Sunday 13 August 2017

EU (Withdrawal) Bill ~ It will be goodbye to Francovich

Francovich 1991
This post continues my look at the European Union (Withdrawal) Bill  with a particular focus on Schedule 1 to the Bill which is entitled "Further provision about exceptions to savings and incorporation."   Legal effect is given to the Schedule by Clause 5(6)

Explanatory Notes are available - HERE.  Previous posts considering aspects of the Bill are OVERVIEW , ECA Repeal and Exit Day , Retention of Existing EU Law and Clause 6 - Interpretation.

Schedule 1 makes frequent appearances in the Bill - see Clause 2(3), Clause 3(5), Clause 4(3).  The wording, on each occasion, is - "This section is subject to section 5 and Schedule 1 (exceptions to savings and incorporation).  Tucked away in this Schedule are some very important matters:

A] Challenges to the validity of retained EU law:

The EU Treaties permit challenges to the validity of EU legislation to be brought in the CJEU.  A recent example concerned the Tobacco Products Directive - Directive 2014/40/EU.  In May 2016, the CJEU rejected various challenges to the directive - HERE.

Schedule 1 paragraph 1 is concerned with preventing challenges to retained EU law being brought in domestic law - "There is no right in domestic law on or after exit day to challenge any retained EU law on the basis that, immediately before exit day, an EU instrument was invalid."  However, a challenge may be possible if (a) the European Court has decided before exit day that the instrument is invalid, or (b) the challenge is of a kind described, or provided for, in regulations made by a Minister of the Crown. Such Regulations may (among other things) provide for a challenge which would otherwise have been against an EU institution to be against a public authority in the United Kingdom.

B] General Principles of EU Law:

Schedule 1 paragraph 2 and 3 are concerned with General principles of EU law and state that - "No general principle of EU law is part of domestic law on or after exit day if it was not recognised as a general principle of EU law by the European Court in a case decided before exit day (whether or not as an essential part of the decision in the case).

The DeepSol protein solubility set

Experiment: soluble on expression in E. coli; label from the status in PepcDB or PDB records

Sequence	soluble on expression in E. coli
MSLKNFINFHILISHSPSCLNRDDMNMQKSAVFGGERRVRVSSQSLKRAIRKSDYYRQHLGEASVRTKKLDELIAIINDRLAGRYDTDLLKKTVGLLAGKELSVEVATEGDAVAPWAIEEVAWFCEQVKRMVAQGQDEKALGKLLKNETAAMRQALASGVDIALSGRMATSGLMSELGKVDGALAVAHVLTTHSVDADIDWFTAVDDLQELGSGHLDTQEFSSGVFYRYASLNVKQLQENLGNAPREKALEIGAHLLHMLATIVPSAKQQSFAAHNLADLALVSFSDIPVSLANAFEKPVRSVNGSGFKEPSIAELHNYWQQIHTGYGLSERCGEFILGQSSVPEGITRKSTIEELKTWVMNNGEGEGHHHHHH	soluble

There will be no right of action in domestic law on or after exit day  based on a failure to comply with any of the general principles of EU law. 

No court or tribunal or other public authority may, on or after exit day - (a) disapply or quash any enactment or other rule of law, or (b) quash any conduct or otherwise decide that it is unlawful, because it is incompatible with any of the general principles of EU law.

C] Francovich:

Schedule 1 paragraph 4 -There is no right in domestic law on or after exit day to damages in accordance with the rule in Francovich

This refers to the decision of the European Court of Justice in Francovich and Bonifaci v Italy (1991) where Italy failed to implement Directive 80/987/EEC by the required implementation date.  The Directive sought to give compensation  to workers who suffered damage when their employers became insolvent.  Italy was held to be in breach of its Treaty obligations and was under a duty to compensate individuals for damage suffered as a result of the failure to implement.  The court laid down certain conditions for this to apply but these need not concern us further here. 

An example of a Francovich claim failing is Carswell v Secretary of State for Transport [2010] EWHC 3230.  Another example is the Recall Support Services [2014] EWCA Civ 1370.  However, a claimant succeeded in Delaney v Secretary of State for Transport [2015] EWCA Civ 172 - a decision about which the Mail Online (9th March 2015) commented in (unusually) quite moderate terms.

There have been calls for a right to sue for damages to be preserved - HERE

The Explanatory Notes - HERE - say that - "Paragraph 4 provides that the right to claim damages against the state for breaches of EU law (Francovich damages) will not be available after exit. This provision does not affect any specific statutory rights to claim damages in respect of breaches of retained EU law (for example, under the Public Contracts Regulations 2015 ) or the case law which applies to the interpretation of any such provisions.

D] Interpretation:

Paragraph 5 clarifies that references in clause 5 and Schedule 1 to the principle of supremacy of EU law, the Charter of Fundamental Rights, any general principle of EU law or the rule in Francovich are to be read as references to that principle, Charter or rule as they stand at exit day, not as they will operate in EU law in the future. 

This is another example of why the state of EU law - as it stands at Exit Day - will be so important. 

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